In a microbial community, the nutrient environment significantly influences the interactions between species (Freilich et al., 2011). Our study highlighted the role of sugar alcohol mannitol, which retained its influence on growth benefit on beneficial species and limiting pathogen in different communities generated. The growth improvement effect of mannitol on Lactobacillus reported by Liong and Shah (2005) and limiting effect on V. harveyi observed in our study indicate the role of this sugar alcohol in the parasitic interactions. Simulations on multiple consortia generated with all possible combinations of potential strains revealed the community comprising Bacillus sp 1s, B. weihaiensis Alg07, and L. lindneri TMW 1.1993 to be the ideal combination in reducing the pathogen’s survival in the studied nutrient environments. This study also demonstrated the potential of genome-scale model to identify the ideal consortia of compatible potential strains for further testing and applications in the field.

The present study was conducted with the automated genome-scale model generated due to the non-availability of readily available manually curated published models. In addition, the scope of the study is limited to monosaccharide and disaccharide nutrient environments only. Future works with similar methods as followed in the study could provide further insights into the metabolic interactions between the probiotic and the pathogen if curated models with diverse nutrient environments are used and validated through experiments.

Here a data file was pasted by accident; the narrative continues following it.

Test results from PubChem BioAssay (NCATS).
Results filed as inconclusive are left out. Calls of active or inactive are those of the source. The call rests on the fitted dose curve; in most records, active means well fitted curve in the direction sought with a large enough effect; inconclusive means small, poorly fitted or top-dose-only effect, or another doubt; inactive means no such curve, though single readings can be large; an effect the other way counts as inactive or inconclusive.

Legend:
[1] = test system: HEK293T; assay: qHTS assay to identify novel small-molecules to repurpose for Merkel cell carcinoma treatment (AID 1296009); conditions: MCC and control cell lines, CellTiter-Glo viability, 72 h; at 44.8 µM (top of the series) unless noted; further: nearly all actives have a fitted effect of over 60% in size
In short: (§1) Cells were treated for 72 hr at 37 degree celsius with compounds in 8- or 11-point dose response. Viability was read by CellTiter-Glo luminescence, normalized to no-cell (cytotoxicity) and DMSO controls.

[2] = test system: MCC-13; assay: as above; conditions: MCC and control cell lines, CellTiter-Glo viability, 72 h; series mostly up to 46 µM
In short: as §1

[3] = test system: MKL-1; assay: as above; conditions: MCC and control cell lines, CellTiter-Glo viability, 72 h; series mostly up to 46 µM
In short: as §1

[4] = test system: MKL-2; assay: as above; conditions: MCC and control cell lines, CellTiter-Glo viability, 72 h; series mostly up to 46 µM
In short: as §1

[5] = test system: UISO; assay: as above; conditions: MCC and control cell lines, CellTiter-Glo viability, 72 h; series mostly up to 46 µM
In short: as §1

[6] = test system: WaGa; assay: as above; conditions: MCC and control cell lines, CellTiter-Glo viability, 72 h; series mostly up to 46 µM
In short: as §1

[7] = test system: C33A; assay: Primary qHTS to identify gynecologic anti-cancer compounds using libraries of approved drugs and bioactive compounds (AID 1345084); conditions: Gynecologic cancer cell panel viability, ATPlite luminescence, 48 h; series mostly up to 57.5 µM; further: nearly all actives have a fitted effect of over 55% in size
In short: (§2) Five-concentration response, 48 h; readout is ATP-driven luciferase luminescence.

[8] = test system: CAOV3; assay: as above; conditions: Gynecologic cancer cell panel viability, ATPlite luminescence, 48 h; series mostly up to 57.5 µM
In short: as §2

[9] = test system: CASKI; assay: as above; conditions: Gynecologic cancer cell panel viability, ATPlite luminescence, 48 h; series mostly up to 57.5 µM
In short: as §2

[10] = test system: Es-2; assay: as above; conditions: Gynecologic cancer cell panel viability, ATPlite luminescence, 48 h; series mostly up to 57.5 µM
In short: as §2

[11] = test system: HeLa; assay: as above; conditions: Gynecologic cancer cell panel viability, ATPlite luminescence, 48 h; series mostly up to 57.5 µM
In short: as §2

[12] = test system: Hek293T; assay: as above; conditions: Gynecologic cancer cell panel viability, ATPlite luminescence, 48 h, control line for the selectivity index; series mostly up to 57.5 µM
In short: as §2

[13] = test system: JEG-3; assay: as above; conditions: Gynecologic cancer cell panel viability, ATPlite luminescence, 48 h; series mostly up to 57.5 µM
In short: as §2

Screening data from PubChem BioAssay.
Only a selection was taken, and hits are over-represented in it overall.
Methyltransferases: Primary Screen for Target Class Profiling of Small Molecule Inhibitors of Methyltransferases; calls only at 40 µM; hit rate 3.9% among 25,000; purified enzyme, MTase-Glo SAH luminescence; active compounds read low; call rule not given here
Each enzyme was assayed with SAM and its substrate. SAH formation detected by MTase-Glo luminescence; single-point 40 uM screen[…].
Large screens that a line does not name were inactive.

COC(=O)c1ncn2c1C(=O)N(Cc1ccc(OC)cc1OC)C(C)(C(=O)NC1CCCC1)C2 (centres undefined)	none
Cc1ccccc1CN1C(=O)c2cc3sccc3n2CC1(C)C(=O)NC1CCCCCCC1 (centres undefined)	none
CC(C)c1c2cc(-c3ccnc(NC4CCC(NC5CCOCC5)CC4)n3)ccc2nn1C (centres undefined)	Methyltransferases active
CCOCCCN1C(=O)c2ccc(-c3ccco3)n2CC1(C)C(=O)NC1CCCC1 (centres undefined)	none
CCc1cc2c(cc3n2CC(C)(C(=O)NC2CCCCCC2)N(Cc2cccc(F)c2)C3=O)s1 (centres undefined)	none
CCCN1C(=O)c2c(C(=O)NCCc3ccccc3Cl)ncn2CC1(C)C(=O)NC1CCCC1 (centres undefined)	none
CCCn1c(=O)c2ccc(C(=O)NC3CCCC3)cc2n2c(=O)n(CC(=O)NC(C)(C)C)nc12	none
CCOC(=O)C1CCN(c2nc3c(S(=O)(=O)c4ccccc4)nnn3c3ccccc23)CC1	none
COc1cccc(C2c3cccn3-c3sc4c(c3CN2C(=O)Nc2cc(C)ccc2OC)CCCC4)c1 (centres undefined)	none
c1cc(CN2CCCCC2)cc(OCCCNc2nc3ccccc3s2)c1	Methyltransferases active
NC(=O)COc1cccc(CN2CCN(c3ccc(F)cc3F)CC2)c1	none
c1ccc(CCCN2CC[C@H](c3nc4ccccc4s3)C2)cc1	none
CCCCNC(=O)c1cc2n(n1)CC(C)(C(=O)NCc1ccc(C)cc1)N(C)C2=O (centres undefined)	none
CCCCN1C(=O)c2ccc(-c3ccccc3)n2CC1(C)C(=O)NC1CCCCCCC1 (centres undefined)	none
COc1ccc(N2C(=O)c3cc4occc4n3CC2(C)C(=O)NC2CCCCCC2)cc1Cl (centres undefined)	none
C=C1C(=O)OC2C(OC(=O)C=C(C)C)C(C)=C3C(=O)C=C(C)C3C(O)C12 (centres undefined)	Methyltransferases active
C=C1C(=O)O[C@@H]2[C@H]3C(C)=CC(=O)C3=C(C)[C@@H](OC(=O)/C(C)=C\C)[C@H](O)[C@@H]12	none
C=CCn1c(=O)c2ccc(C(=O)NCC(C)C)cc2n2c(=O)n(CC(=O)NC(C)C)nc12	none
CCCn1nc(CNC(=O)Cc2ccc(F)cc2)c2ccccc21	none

Conclusion

Large-scale screening for identifying beneficial microbes using experimental methods is difficult and time-consuming. However, the genome-scale modeling work presented here provides a feasible, effective, and alternative approach to accelerate the screening of larger microbial communities and shorten the path to experiments. Through the metabolic modelling approach, we can narrow down the search of potential probiotic candidates from the huge pool of species with closed genome availability, reducing experimental efforts and saving time and resources. The study also suggests the importance of nutrient environments in driving the parasitic interactions facilitating the growth of beneficial microbes. Moreover, with the exchange of metabolites observed in the paired models, the beneficial bacteria might gain an advantage and inhibit pathogen growth. Collectively, this work illustrated the importance of constraint-based genome-scale modeling to shortlist potential strains that could go for experimental validation.

Data Availability Statement

The original contributions presented in the study are included in the article/Supplementary Material. Further inquiries can be directed to the corresponding author.